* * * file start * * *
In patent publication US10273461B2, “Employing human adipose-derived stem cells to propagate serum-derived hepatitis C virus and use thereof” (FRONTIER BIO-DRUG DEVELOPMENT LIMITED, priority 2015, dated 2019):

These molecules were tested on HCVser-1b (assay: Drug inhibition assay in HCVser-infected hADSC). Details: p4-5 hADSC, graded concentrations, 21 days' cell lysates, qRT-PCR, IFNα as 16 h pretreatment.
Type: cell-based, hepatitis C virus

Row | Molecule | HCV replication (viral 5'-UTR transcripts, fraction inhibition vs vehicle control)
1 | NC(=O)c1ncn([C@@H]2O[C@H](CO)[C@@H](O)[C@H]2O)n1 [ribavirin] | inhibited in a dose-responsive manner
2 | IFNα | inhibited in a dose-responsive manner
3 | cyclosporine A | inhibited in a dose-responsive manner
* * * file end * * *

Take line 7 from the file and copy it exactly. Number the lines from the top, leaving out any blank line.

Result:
3 | cyclosporine A | inhibited in a dose-responsive manner